Dear Pearls,
My second son has always been a tender, loving child who really loves his mama. Lately he has almost been what appears to be jealous of his daddy’s affection toward me.

He tries to get in between us, and if he can stop us from hugging by needing something or making up some other ruse, he will. It is obvious it upsets him to see us kiss or hug. Is this normal? What can I do to stop it?
Lori

Dear Lori,
It is normal, even common, and it is a great opportunity to train your children through telling fun Bible stories in a dramatic way. It is a good way to liven up a rainy day. The story of Adam and Eve lends itself to communicating God’s intentions for a husband and wife. Properly told, it will begin their sex education and explain the family structure.
A drama is best performed with a cast. You can use people or stuffed toys—even pictures and family pets. Have your oldest child pretend to be Adam. Adam will name all the animals. You can give him his clues as the younger children bring him the stuffed toys. The younger children will try to help him, but keep reminding them that Adam does not have his helper yet. He is all alone, with no one to talk to. Then let Adam work in the garden while you tell a story of Adam hoeing peas or picking apples. Read the verses about how God told Adam to dress the garden. Ask questions, “What did Adam do all day? What does dress the garden mean? What does subdue mean?” Talk about all the animals that Adam had in the garden, (you could let some of the younger children pretend to be animals (Mr. and Mrs. Lion, two little pigs, daddy dog and mama dog, etc.) Ask your children questions like, “Did the big lion have a lady lion? Where did he get her? Do you think they will have baby lions? What do we call baby lions? Do we call them cubs? What are some other baby animal names?” Then tell about some things that Adam might have made in the garden, like a tree house or a bamboo shelter. Ask them questions to make them wonder about Adam. “Do you think Adam wanted to tell someone about his tree house? If he tried to tell the monkey about his bamboo shelter would the monkey share Adam’s joy?” Draw a picture of a tree house and talk about how you would make it. Bring Adam and the garden down to the children’s level of understanding.
Then try another idea on them, “Who would Adam get to hold the other end of a board when he built his tree house? He would have to climb up and down, up and down, up and down, because the alligator, nor the elephant could hand up the boards to him. It would be too much work, so Adam might quit. Poor Adam did not have anyone to show his work too, or anyone to hand up boards to him. Adam needed a helper and friend.”
Tell the children how God put Adam into a deep sleep, and when Adam woke up, there sitting beside him, staring at him with great curiosity, was a beautiful lady. Ask the children questions often, “Do you think Adam liked the lady? Can you remember her name? Can you find the verse here in the Bible? Who named this lady?”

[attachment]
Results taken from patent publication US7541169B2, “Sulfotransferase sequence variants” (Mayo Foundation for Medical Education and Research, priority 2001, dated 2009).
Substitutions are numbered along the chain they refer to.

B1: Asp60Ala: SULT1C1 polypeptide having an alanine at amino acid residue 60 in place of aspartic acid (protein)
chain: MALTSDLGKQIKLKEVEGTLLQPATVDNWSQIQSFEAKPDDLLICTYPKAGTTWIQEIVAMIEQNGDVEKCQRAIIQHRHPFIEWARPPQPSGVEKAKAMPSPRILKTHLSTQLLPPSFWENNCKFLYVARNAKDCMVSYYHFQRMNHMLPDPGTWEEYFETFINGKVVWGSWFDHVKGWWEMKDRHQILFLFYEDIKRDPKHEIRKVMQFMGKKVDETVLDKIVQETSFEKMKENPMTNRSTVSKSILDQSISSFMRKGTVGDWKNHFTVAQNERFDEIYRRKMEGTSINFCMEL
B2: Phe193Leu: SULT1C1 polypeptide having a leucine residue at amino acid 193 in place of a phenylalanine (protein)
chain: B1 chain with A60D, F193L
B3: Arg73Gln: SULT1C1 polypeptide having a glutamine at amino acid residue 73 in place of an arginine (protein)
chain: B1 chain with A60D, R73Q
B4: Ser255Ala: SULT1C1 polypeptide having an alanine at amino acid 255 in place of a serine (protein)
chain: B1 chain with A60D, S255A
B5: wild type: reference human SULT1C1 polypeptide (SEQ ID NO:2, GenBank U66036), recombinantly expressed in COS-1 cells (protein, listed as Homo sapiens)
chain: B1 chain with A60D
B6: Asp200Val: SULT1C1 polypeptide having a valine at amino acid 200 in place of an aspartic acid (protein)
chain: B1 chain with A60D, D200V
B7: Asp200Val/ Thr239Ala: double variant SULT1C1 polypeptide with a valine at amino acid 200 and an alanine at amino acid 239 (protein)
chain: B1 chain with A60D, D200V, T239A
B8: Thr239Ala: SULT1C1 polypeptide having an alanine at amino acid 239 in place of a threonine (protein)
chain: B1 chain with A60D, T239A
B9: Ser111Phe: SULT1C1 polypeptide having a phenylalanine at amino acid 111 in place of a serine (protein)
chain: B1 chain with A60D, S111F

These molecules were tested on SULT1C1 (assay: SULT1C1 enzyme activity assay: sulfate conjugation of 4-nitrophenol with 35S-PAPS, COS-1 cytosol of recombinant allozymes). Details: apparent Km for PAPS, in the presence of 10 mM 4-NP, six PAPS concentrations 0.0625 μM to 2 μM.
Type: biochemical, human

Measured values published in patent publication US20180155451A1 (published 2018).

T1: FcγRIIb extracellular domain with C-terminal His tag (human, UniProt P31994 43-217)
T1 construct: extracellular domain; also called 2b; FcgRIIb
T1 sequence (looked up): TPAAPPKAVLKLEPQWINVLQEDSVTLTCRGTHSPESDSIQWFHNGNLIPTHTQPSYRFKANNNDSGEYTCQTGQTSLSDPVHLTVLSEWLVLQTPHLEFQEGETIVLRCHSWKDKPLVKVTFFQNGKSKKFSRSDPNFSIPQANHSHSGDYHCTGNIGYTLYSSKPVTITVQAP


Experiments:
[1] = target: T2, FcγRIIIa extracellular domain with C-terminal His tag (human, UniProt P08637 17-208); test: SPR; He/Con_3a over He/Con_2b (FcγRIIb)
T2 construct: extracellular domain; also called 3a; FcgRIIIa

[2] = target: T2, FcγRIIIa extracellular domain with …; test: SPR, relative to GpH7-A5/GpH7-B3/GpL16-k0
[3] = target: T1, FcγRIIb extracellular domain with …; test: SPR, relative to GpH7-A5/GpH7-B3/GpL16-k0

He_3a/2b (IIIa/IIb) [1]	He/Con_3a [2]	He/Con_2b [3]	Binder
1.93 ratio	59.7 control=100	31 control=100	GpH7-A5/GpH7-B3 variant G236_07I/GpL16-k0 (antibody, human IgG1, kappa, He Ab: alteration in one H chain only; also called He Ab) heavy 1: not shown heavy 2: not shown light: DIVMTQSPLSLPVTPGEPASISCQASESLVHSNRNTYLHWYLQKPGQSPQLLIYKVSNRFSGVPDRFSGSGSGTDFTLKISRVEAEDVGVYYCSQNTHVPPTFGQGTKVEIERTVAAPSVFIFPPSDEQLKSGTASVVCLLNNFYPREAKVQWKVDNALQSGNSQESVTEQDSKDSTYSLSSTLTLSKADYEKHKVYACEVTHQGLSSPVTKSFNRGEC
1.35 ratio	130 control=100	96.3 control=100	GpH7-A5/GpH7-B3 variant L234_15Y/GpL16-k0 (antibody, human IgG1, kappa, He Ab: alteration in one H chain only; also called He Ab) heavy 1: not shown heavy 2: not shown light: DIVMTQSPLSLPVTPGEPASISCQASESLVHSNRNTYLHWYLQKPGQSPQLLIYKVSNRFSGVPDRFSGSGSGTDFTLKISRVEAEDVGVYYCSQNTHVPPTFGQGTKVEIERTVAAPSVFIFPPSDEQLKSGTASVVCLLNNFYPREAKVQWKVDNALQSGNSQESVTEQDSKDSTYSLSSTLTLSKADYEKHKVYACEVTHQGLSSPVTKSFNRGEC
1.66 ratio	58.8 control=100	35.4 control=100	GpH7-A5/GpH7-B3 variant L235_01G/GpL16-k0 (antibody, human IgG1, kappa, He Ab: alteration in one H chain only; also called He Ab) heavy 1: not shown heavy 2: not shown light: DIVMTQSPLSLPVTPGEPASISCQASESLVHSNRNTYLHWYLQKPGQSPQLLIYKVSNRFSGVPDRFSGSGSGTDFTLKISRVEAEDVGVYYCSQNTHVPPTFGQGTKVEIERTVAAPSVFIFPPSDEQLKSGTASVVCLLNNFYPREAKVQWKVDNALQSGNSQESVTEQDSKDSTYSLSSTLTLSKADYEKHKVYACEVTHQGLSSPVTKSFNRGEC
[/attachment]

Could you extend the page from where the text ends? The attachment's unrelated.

So, now Adam had his helper. And together, they can make babies, so there will be many children to help Adam as well.
Continue by telling the children how you are Daddy’s helper. Talk about all the things you do. “I get up early to fix Daddy something to eat. I make sure his shirt is buttoned straight, and I kiss him real sweet before he leaves so he will know I love him and can’t wait for him to come home. I take care of you because you are Daddy’s children, and he loves you very much, too. We clean the house and take care of business so Daddy will have a nice place to come home to. Then I cook his dinner. When Daddy comes home, I run and meet him at the door with a big kiss, because I missed him so much all day long. I smile at Daddy a lot. He likes it. Am I a good helper to Daddy? Sometimes I sit in his lap. Daddy really likes that. At night I sleep with Daddy because I belong to him. Someday you will grow up and leave home. You will marry your own lady. She will be your helper. I will always take good care of Daddy because he will always need his helper, just as Adam did.”
Learn to tell Bible stories that build the family, and tell them in a fun way so that the children look forward to them better than any other past time. I usually told my best stories when we were cleaning the kitchen or shelling peas. The children loved to help tell the story or draw a picture of the story as I told it to them. Most people bore their children to death with long-winded spiritual mumbo-jumbo and invade their little souls with their prying introspections, hoping to manipulate them into honoring God. God tells stories. Go and do likewise.